A popularised notion is that if the ocean circulation declines it could cause large cooling or, as in the case of the Hollywood movie The Day After Tomorrow, a new ice age. Although some cooling did occur locally south of Greenland when the circulation slowed, there was no evidence for really large cooling associated with these changes. It could be that human beings haven't been able to find it yet, but equally reasonable is that humankind simply don't get really big cooling as the ocean slows down because when it is really warm, sea ice cannot form, and this supercharges the cooling effect of ocean circulation changes. In any event, the super cooling or slide into the next ice age as popularised in a Hollywood blockbuster did not occur.

Will this happen to the future Earth?

Many models have actually predicted a slow and gradual decline in North Atlantic circulation over the next century. However, different models offer widely different scenarios for what will happen in the future. While the climate of the last interglacial is not exactly what will be the case in a future greenhouse world, it does share some features, including being fresher and warmer by a few degrees Celsius in the northern Atlantic.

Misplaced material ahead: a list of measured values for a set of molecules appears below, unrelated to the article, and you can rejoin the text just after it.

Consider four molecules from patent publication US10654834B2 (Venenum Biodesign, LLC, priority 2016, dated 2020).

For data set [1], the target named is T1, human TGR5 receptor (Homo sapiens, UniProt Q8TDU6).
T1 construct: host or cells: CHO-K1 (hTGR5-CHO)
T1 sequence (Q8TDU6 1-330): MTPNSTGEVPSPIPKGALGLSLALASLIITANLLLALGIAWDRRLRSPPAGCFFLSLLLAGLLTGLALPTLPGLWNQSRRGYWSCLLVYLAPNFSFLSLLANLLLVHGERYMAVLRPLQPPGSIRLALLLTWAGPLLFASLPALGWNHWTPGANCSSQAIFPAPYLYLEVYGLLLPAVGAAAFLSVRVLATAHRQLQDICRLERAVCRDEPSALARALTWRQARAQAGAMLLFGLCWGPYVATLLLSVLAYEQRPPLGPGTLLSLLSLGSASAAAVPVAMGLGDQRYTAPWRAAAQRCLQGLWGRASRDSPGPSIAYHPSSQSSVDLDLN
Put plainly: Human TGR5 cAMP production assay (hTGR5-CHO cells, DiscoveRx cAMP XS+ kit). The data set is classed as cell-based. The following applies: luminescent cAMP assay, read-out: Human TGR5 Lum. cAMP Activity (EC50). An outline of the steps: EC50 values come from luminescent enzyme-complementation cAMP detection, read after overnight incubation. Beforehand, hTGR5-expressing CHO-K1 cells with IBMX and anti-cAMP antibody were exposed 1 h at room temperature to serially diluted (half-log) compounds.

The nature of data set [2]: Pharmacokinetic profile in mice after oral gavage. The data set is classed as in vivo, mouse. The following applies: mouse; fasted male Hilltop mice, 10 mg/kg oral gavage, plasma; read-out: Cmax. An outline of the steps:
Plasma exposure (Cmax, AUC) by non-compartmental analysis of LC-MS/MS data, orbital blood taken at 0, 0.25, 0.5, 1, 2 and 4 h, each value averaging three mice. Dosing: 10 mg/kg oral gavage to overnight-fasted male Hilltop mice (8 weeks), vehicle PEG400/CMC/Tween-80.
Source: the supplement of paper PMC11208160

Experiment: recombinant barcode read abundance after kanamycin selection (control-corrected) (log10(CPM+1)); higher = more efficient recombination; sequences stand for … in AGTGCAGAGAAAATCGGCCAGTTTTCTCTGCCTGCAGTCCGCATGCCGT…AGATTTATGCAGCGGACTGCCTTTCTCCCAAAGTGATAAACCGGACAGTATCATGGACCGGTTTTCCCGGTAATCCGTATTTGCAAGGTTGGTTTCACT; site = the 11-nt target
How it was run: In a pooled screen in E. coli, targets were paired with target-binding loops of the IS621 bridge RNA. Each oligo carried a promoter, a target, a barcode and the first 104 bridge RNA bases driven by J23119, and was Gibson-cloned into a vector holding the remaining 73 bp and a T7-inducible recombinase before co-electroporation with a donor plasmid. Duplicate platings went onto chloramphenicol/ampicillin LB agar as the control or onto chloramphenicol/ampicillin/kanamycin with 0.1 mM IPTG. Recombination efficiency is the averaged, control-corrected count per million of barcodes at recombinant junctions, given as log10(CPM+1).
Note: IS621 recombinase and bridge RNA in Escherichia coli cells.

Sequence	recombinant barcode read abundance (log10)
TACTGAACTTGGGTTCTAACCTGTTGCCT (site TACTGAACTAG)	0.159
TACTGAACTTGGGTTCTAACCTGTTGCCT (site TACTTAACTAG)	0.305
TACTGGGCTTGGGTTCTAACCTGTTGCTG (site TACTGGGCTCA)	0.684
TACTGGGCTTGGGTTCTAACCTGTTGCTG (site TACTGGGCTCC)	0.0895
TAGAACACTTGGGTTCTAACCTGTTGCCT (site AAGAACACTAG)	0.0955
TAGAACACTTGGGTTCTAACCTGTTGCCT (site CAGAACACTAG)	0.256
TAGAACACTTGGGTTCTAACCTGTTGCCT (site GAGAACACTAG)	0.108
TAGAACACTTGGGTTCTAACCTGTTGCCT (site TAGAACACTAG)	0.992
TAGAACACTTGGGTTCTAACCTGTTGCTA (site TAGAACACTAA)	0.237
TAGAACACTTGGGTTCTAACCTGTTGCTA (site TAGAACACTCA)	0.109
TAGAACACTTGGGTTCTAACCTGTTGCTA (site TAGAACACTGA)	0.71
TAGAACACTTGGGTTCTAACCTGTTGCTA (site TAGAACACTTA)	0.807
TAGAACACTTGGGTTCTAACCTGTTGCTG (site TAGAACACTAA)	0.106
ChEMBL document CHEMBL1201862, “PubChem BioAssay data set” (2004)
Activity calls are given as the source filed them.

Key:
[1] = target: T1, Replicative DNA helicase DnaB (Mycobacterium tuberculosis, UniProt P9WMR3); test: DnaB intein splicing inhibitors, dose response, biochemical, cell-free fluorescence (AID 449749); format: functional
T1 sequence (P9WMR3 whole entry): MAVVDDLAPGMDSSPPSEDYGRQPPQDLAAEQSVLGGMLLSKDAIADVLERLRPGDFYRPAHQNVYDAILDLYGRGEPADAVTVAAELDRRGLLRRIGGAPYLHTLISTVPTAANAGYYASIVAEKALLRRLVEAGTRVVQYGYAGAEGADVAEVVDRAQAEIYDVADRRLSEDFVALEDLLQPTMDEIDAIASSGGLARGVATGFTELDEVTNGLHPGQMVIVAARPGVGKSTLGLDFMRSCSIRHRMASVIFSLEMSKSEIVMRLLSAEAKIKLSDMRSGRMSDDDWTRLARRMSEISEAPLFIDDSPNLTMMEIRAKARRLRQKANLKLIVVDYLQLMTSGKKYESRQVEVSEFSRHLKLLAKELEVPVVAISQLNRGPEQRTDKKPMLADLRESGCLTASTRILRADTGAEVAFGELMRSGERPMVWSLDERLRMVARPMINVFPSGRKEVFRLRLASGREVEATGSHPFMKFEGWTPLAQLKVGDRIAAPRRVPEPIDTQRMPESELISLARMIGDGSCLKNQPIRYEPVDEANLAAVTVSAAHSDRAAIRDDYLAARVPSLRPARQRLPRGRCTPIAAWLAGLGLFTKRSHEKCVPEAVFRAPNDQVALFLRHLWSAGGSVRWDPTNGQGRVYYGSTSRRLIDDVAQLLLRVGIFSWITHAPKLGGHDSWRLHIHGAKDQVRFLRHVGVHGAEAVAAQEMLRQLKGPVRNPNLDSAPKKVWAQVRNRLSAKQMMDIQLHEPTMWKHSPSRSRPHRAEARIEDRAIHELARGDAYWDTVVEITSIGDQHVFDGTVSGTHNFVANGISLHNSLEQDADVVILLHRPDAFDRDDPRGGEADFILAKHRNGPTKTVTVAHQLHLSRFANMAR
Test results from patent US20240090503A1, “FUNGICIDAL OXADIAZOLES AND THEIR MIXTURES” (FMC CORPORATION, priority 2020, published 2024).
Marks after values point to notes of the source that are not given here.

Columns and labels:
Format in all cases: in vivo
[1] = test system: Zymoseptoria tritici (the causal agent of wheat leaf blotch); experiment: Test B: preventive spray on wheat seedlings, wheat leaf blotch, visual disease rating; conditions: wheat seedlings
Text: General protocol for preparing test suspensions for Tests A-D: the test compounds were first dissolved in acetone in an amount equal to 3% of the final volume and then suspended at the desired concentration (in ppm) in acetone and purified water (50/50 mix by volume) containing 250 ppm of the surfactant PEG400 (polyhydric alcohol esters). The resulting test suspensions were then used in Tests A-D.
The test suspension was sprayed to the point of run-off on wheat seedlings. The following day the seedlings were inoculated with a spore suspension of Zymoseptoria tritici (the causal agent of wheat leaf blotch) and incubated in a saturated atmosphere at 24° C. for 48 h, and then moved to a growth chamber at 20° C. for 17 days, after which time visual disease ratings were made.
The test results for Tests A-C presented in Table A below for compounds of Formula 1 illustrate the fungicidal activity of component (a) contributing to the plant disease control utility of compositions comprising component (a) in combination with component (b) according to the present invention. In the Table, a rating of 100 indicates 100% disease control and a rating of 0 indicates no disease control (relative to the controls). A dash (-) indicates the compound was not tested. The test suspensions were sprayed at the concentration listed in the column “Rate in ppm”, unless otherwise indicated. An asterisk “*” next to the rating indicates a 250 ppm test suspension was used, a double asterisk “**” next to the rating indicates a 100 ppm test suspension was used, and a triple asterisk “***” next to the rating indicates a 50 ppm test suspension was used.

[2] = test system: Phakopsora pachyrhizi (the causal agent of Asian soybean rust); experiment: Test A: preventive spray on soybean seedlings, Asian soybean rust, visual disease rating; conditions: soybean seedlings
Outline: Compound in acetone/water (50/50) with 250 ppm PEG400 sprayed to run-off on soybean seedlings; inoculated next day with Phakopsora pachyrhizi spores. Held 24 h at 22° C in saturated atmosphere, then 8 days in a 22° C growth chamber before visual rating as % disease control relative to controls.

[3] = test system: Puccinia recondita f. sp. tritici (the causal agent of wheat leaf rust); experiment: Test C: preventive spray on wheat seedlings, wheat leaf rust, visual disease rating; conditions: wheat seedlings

Training models, if models can capture the types of changes we see in the past, may also be doing a good job at predicting the future. The seafloor evidence suggests that there were large and fast changes in circulation the last time the ocean looked the way it may look by the end of this century.


Story Source:

The above story is based on materials provided by University of Bergen. Note: Materials may be edited for content and length.


Journal Reference:

  1. Eirik Vinje Galaasen, Ulysses S. Ninnemann, Nil Irvalı, Helga (Kikki) F. Kleiven, Yair Rosenthal, Catherine Kissel, and David A. Hodell. Rapid Reductions in North Atlantic Deep Water During the Peak of the Last Interglacial Period. Science, 20 February 2014 DOI: 10.1126/science.1248667

Cite This Page:

University of Bergen. "Climate change: Unstable Atlantic deep ocean circulation may hasten 'tipping point'." ScienceDaily. ScienceDaily, 20 February 2014. <www.sciencedaily.com/releases/2014/02/140220141625.htm>.
University of Bergen. (2014, February 20). Climate change: Unstable Atlantic deep ocean circulation may hasten 'tipping point'. ScienceDaily. Retrieved October 23, 2014 from www.sciencedaily.com/releases/2014/02/140220141625.htm
University of Bergen. "Climate change: Unstable Atlantic deep ocean circulation may hasten 'tipping point'." ScienceDaily. www.sciencedaily.com/releases/2014/02/140220141625.htm (accessed October 23, 2014).